Perhaps it’s not news when a textbook company comes out in favor of reading, as a major educational publisher recently did in a new campaign called Right2Read.
Even so, it was striking to pick up the latest copy of Education Week, a national journal for educators, and see the words “Reading is a Universal Right” splashed in huge letters across the cover.
Houghton Mifflin had bought the space — and the messaging — to promote a new line of classroom products.
We’re not in the business of product endorsement, so we’ll leave judgments about Houghton Mifflin’s books and educational tools to others.
We were intrigued, though, by the notion of reading as a fundamental right. That idea isn’t mentioned in the Constitution, although this much is true: Those among us who can’t read cannot fully participate in their workplaces, their communities and the public square where citizens make their voices heard.
It’s an important reality to consider here in Louisiana, where too many residents are functionally illiterate — a huge drag on the economy and quality of life. Those who can’t read are much more likely to require government assistance and break the law, another drain on taxpayers. That’s why all of us have a stake in making sure that more of our fellow citizens can read and write.
The challenge is daunting. According to UNESCO, a United Nations agency, 115 million adolescents around the world are illiterate. In the United States alone, there are 36 million people who cannot read better than the average third-grader.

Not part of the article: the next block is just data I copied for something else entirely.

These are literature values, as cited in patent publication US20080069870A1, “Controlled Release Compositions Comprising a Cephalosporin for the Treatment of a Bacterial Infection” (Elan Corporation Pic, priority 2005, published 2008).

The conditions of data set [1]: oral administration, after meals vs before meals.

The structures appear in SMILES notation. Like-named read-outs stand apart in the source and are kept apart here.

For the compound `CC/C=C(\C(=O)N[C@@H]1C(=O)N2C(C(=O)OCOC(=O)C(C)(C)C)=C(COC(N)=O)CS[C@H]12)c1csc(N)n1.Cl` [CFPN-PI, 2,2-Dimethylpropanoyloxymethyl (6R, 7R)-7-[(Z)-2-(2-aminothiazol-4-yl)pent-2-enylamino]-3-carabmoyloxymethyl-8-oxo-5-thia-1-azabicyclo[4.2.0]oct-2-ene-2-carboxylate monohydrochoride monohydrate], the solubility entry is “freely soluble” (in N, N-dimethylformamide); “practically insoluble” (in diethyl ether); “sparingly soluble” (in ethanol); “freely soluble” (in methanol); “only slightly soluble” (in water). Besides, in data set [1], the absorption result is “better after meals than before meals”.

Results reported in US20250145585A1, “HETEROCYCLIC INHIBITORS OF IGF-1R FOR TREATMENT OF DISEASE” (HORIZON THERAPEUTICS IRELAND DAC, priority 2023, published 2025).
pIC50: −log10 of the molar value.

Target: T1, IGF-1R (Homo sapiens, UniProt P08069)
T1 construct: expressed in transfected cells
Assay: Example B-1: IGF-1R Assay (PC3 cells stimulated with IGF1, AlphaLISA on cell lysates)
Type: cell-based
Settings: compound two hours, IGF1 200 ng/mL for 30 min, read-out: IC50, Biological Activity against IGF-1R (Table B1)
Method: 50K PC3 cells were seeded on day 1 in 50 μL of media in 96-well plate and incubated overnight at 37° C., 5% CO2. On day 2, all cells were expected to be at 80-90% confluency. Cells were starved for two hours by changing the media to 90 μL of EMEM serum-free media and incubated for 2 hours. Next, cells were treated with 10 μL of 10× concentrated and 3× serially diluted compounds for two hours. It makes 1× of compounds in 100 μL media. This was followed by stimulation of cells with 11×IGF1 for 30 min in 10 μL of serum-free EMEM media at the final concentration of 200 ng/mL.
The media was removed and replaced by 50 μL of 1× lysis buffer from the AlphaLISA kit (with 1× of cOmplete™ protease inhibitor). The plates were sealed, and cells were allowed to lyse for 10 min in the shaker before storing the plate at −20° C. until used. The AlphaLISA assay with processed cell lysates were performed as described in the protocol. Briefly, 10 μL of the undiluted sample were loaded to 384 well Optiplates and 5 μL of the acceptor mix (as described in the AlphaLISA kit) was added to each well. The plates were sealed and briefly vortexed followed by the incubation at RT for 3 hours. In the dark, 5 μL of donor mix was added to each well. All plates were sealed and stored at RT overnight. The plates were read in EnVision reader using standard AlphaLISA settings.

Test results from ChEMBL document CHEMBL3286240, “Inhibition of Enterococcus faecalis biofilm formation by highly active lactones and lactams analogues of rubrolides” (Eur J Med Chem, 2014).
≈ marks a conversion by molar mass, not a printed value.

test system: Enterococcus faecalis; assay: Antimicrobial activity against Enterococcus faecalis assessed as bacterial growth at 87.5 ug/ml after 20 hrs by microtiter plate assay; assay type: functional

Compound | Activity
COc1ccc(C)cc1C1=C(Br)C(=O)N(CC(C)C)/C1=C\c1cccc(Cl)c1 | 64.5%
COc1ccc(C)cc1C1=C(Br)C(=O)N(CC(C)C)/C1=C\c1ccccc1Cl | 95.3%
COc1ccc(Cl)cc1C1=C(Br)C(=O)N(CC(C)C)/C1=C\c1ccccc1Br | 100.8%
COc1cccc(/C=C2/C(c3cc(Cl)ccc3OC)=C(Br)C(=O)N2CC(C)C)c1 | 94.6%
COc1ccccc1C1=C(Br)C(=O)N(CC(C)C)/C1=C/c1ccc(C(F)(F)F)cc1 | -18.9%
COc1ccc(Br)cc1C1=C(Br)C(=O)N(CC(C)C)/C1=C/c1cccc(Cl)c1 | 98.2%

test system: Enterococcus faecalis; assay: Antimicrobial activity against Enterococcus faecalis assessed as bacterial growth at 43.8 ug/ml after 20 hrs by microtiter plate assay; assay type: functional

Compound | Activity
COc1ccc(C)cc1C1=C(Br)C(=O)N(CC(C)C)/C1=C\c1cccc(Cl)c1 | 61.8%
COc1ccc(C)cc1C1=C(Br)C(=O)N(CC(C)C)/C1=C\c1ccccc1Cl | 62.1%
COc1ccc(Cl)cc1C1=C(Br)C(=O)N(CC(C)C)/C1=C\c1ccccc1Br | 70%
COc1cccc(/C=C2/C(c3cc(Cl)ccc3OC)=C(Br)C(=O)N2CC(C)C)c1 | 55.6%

That’s no way to guarantee our country’s continued competitiveness in the global marketplace.
The maxim “think globally, act locally” couldn’t be more apt on this issue. The most encouraging progress we’ve seen in expanding the circle of readers is taking place at the grass-roots level in communities across south Louisiana, thanks to the hard work of organizations such as the Literacy Alliance of Greater New Orleans, Adult Literacy Advocates of Greater Baton Rouge and Volunteer Instructors Teaching Adults, or VITA, in Acadiana.
We encourage residents to support these organizations. Our collective goal for 2016 — and the years beyond — should be increasing the number of Louisiana residents who are able to do what you’re doing now: looking at a block of print and unlocking the door of written language.